The concept of male and female forces was important for me to understand and in my dreams they appeared to be at war. The masculine brings structure, clarity, certainty and the strength to push through, to penetrate – encapsulated by the image of the sword and associated with the sympathetic nervous system and the accelerator. The feminine brings flow, uncertainty, nurture and holding. With the feminine comes the image of the chalice or womb and associated with the parasympathetic nervous system and the brakes that allow us to rest and restore. With help I realised I could no longer sustain my place in a world of masculine power structures and the army of doctor heroes intervening and never needing rest or showing vulnerability.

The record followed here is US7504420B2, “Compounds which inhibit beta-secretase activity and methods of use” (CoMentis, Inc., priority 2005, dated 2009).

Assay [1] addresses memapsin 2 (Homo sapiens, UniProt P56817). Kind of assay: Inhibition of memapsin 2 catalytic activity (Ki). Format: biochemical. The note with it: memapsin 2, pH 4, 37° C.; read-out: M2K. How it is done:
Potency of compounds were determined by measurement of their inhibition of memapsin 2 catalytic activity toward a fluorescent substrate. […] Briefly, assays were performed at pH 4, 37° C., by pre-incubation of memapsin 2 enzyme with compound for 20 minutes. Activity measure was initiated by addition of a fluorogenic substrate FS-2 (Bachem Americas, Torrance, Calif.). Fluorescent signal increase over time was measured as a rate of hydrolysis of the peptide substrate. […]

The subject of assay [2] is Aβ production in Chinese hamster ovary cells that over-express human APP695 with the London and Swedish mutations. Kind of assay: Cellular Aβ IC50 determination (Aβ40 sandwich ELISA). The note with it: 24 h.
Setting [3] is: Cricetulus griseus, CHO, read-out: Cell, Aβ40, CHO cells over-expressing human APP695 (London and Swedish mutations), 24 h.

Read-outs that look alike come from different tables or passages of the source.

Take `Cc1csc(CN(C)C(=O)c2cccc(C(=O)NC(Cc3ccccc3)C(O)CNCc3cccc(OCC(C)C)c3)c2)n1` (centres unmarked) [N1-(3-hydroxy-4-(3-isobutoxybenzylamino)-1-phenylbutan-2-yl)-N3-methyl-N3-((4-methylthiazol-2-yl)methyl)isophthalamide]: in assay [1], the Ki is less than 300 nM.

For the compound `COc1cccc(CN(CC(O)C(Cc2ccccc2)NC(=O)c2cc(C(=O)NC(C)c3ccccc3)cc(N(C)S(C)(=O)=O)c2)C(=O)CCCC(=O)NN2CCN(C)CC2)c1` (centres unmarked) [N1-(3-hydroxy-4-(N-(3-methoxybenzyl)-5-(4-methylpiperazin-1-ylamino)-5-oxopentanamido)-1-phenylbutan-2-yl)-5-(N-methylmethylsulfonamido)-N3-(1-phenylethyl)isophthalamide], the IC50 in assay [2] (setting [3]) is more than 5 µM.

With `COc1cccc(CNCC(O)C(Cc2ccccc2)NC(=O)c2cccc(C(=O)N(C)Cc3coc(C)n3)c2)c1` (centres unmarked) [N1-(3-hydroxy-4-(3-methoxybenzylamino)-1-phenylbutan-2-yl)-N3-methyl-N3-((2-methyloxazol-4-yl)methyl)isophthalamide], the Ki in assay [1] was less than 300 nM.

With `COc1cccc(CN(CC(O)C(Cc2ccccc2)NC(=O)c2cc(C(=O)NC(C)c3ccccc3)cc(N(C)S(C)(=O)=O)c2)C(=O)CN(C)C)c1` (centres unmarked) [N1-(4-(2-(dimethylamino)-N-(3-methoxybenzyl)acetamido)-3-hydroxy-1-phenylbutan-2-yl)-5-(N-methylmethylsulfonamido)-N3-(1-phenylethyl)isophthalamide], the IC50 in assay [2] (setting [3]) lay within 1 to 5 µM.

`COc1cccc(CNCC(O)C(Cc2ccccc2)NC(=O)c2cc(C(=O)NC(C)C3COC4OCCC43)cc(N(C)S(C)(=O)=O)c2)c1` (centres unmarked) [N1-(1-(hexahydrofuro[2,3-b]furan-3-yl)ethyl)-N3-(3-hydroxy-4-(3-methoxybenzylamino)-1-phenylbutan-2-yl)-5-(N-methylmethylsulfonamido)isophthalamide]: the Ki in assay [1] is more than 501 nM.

Therapies outside the box

Complementary and alternative medicine (CAM) therapists were crucial to me in this time of meaning making and healing. My craniosacral therapist worked with my body, unflinching as the connections I made got more and more curious. In one session, the pain in my shoulders connected me to an angel whose wing had
been ripped in a fall from grace. My loyal acupuncturist also worked away to balance the yin and yang energy with the feminine energy, the yin, barely recordable in my pulse. There was of course my homeopath walking alongside me and matching my inner state, which was creating such turmoil, to a homeopathic medicine that helped me find balance. Random events were also reassuring, like opening the door and finding a friend’s husband holding a box of Ginseng tea, something I had been recommended for my tired adrenals, strived to obtain but failed to find anywhere.

Falling into the abyss